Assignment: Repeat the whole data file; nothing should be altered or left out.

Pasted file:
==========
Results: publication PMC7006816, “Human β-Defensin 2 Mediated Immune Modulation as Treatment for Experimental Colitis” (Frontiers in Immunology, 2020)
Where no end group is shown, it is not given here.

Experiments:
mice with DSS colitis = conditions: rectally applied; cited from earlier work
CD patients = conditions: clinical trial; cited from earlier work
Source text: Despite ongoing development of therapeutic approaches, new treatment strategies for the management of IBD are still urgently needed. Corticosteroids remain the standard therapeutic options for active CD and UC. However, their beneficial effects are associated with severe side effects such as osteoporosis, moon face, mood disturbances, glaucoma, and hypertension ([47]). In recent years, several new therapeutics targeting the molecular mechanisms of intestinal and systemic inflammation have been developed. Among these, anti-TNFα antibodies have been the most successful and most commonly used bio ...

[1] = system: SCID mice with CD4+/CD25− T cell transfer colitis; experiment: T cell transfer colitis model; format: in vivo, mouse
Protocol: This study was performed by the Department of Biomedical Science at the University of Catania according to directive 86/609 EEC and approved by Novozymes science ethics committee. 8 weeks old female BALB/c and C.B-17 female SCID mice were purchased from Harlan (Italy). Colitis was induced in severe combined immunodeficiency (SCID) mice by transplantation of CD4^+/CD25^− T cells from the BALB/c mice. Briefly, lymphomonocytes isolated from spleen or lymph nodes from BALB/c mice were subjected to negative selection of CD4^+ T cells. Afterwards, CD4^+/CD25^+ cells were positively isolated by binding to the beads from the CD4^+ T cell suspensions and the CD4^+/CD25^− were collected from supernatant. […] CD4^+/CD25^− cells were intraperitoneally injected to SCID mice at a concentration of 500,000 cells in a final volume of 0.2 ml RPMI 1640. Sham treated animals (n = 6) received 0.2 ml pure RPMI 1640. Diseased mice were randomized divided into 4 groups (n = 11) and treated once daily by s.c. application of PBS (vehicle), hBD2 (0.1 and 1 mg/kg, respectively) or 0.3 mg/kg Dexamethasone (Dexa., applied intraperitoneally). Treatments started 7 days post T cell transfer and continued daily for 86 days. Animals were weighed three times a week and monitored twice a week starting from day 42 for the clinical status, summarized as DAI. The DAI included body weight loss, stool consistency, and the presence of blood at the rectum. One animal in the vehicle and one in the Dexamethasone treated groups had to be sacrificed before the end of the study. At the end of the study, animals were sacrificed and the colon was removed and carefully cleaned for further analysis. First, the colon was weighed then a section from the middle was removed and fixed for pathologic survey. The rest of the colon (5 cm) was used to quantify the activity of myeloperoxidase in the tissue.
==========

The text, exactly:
Results: publication PMC7006816, “Human β-Defensin 2 Mediated Immune Modulation as Treatment for Experimental Colitis” (Frontiers in Immunology, 2020)
Where no end group is shown, it is not given here.

Experiments:
mice with DSS colitis = conditions: rectally applied; cited from earlier work
CD patients = conditions: clinical trial; cited from earlier work
Source text: Despite ongoing development of therapeutic approaches, new treatment strategies for the management of IBD are still urgently needed. Corticosteroids remain the standard therapeutic options for active CD and UC. However, their beneficial effects are associated with severe side effects such as osteoporosis, moon face, mood disturbances, glaucoma, and hypertension ([47]). In recent years, several new therapeutics targeting the molecular mechanisms of intestinal and systemic inflammation have been developed. Among these, anti-TNFα antibodies have been the most successful and most commonly used bio ...

[1] = system: SCID mice with CD4+/CD25− T cell transfer colitis; experiment: T cell transfer colitis model; format: in vivo, mouse
Protocol: This study was performed by the Department of Biomedical Science at the University of Catania according to directive 86/609 EEC and approved by Novozymes science ethics committee. 8 weeks old female BALB/c and C.B-17 female SCID mice were purchased from Harlan (Italy). Colitis was induced in severe combined immunodeficiency (SCID) mice by transplantation of CD4^+/CD25^− T cells from the BALB/c mice. Briefly, lymphomonocytes isolated from spleen or lymph nodes from BALB/c mice were subjected to negative selection of CD4^+ T cells. Afterwards, CD4^+/CD25^+ cells were positively isolated by binding to the beads from the CD4^+ T cell suspensions and the CD4^+/CD25^− were collected from supernatant. […] CD4^+/CD25^− cells were intraperitoneally injected to SCID mice at a concentration of 500,000 cells in a final volume of 0.2 ml RPMI 1640. Sham treated animals (n = 6) received 0.2 ml pure RPMI 1640. Diseased mice were randomized divided into 4 groups (n = 11) and treated once daily by s.c. application of PBS (vehicle), hBD2 (0.1 and 1 mg/kg, respectively) or 0.3 mg/kg Dexamethasone (Dexa., applied intraperitoneally). Treatments started 7 days post T cell transfer and continued daily for 86 days. Animals were weighed three times a week and monitored twice a week starting from day 42 for the clinical status, summarized as DAI. The DAI included body weight loss, stool consistency, and the presence of blood at the rectum. One animal in the vehicle and one in the Dexamethasone treated groups had to be sacrificed before the end of the study. At the end of the study, animals were sacrificed and the colon was removed and carefully cleaned for further analysis. First, the colon was weighed then a section from the middle was removed and fixed for pathologic survey. The rest of the colon (5 cm) was used to quantify the activity of myeloperoxidase in the tissue.